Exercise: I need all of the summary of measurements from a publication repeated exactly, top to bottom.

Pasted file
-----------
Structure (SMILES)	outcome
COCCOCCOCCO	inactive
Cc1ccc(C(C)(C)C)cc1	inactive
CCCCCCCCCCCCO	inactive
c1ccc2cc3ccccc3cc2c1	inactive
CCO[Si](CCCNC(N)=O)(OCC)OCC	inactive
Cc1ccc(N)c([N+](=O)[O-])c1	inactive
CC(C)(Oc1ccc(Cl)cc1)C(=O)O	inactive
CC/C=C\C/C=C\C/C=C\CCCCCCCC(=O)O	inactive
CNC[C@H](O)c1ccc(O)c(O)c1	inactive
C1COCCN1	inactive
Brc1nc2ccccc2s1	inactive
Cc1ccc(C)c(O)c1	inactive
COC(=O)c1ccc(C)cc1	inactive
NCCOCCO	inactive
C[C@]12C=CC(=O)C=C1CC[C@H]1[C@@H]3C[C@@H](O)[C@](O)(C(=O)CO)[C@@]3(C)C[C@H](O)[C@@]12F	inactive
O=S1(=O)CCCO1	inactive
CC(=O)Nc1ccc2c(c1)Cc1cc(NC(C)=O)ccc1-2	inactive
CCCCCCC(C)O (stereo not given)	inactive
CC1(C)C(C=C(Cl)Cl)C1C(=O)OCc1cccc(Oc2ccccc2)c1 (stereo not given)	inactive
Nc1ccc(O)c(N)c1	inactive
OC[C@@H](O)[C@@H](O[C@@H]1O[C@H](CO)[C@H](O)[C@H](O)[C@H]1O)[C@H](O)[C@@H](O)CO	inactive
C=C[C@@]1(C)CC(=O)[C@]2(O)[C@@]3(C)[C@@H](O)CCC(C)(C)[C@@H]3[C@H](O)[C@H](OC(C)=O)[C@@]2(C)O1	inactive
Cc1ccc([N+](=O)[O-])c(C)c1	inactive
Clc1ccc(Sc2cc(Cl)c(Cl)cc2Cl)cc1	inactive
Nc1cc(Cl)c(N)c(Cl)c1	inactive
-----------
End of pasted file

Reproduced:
Structure (SMILES)	outcome
COCCOCCOCCO	inactive
Cc1ccc(C(C)(C)C)cc1	inactive
CCCCCCCCCCCCO	inactive
c1ccc2cc3ccccc3cc2c1	inactive
CCO[Si](CCCNC(N)=O)(OCC)OCC	inactive
Cc1ccc(N)c([N+](=O)[O-])c1	inactive
CC(C)(Oc1ccc(Cl)cc1)C(=O)O	inactive
CC/C=C\C/C=C\C/C=C\CCCCCCCC(=O)O	inactive
CNC[C@H](O)c1ccc(O)c(O)c1	inactive
C1COCCN1	inactive
Brc1nc2ccccc2s1	inactive
Cc1ccc(C)c(O)c1	inactive
COC(=O)c1ccc(C)cc1	inactive
NCCOCCO	inactive
C[C@]12C=CC(=O)C=C1CC[C@H]1[C@@H]3C[C@@H](O)[C@](O)(C(=O)CO)[C@@]3(C)C[C@H](O)[C@@]12F	inactive
O=S1(=O)CCCO1	inactive
CC(=O)Nc1ccc2c(c1)Cc1cc(NC(C)=O)ccc1-2	inactive
CCCCCCC(C)O (stereo not given)	inactive
CC1(C)C(C=C(Cl)Cl)C1C(=O)OCc1cccc(Oc2ccccc2)c1 (stereo not given)	inactive
Nc1ccc(O)c(N)c1	inactive
OC[C@@H](O)[C@@H](O[C@@H]1O[C@H](CO)[C@H](O)[C@H](O)[C@H]1O)[C@H](O)[C@@H](O)CO	inactive
C=C[C@@]1(C)CC(=O)[C@]2(O)[C@@]3(C)[C@@H](O)CCC(C)(C)[C@@H]3[C@H](O)[C@H](OC(C)=O)[C@@]2(C)O1	inactive
Cc1ccc([N+](=O)[O-])c(C)c1	inactive
Clc1ccc(Sc2cc(Cl)c(Cl)cc2Cl)cc1	inactive
Nc1cc(Cl)c(N)c(Cl)c1	inactive